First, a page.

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Labour Market Dynamics in Australia: What Drives Unemployment?

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Author Info

  • Marika Karanassou

    ()
    (Queen Mary, University of London)

  • Hector Sala

    ()
    (Universitat Autonoma de Barcelona)

Abstract

The debate in Australia on the (constant-output) elasticity of labour demand with respect to wages has wrongly sidelined the role of capital stock as a determinant of employment (Webster, 2003). As far back as 1991, Pissarides had argued that the influence of capital stock on the performance of the labour market is crucial but not well understood, a research area which is particularly relevant for Australia. This paper attempts to fill this void by estimating a multi-equation labour market model comprising labour demand, wage setting and labour supply equations. The model is used to examine the causes of the unemployment upturn in 1973-1983 and the subsequent decline in 1993-2006. Our results show that (i) the main determinants of the unemployment rise in the 1970s and early 1980s were wage-push factors, the two oil price shocks and the increase in interest rates, and (ii) the acceleration in capital accumulation was the crucial driving force of unemployment in the 1990s and 2000s. Furthermore, although the recent boom in the terms of trade is equally important, its downward effect on unemployment was partially reversed by the resulting decrease in net foreign demand.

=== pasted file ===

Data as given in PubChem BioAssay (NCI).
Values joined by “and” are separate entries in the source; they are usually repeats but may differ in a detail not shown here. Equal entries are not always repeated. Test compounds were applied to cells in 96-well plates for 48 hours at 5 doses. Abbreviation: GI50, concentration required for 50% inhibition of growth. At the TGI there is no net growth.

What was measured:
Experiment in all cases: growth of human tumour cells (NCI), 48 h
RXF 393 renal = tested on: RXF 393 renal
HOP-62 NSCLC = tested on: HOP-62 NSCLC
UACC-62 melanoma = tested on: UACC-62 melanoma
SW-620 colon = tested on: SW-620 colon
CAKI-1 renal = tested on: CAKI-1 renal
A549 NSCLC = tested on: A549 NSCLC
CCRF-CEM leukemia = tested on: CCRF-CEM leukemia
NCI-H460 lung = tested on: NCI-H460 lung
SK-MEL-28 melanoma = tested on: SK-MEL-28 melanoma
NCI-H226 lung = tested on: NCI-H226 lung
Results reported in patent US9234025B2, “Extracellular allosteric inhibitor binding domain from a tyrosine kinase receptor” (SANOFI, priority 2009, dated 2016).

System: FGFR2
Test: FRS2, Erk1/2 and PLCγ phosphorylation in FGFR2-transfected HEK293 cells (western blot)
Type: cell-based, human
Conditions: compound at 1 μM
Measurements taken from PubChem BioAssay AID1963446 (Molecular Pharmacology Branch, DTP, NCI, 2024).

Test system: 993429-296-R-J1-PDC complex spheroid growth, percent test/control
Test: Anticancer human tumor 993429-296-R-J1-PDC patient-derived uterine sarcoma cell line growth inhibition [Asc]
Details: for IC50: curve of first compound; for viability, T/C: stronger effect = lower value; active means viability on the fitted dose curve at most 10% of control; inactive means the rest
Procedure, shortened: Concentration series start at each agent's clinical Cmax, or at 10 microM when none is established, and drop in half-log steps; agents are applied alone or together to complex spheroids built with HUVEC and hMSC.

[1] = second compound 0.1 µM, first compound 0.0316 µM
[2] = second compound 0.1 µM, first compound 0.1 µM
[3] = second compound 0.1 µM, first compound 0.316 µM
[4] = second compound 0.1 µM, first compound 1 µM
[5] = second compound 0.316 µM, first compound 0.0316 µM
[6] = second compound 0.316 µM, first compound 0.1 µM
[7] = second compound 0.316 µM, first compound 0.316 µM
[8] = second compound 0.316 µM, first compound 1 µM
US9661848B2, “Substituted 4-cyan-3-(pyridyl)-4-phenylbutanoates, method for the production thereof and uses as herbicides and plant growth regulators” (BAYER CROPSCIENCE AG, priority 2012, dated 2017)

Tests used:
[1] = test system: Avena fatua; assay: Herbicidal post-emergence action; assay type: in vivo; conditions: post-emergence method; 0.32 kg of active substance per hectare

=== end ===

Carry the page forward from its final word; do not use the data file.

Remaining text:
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Bibliographic Info

Paper provided by School of Economics, The University of New South Wales in its series Discussion Papers with number 2008-26.

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Length: 35 pages
Date of creation: Dec 2008
Date of revision:
Handle: RePEc:swe:wpaper:2008-26

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Keywords: Labour market dynamics; capital accumulation; chain reaction theory;

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References

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Cited by:
  1. Marika Karanassou & Hector Sala, 2009. "The US Inflation-Unemployment Tradeoff: Methodological Issues and Further Evidence," Working Papers 647, Queen Mary, University of London, School of Economics and Finance.
  2. Karanassou, Marika & Sala, Hector, 2010. "The US inflation-unemployment trade-off revisited: New evidence for policy-making," Journal of Policy Modeling, Elsevier, vol. 32(6), pages 758-777, November.
  3. Ivan Kitov & Oleg Kitov, 2011. "The Australian Phillips curve and more," Papers 1102.1851, arXiv.org.
  4. Bande, Roberto & Karanassou, Marika, 2010. "Spanish Regional Unemployment Revisited: The Role of Capital Accumulation," IZA Discussion Papers 5012, Institute for the Study of Labor (IZA).

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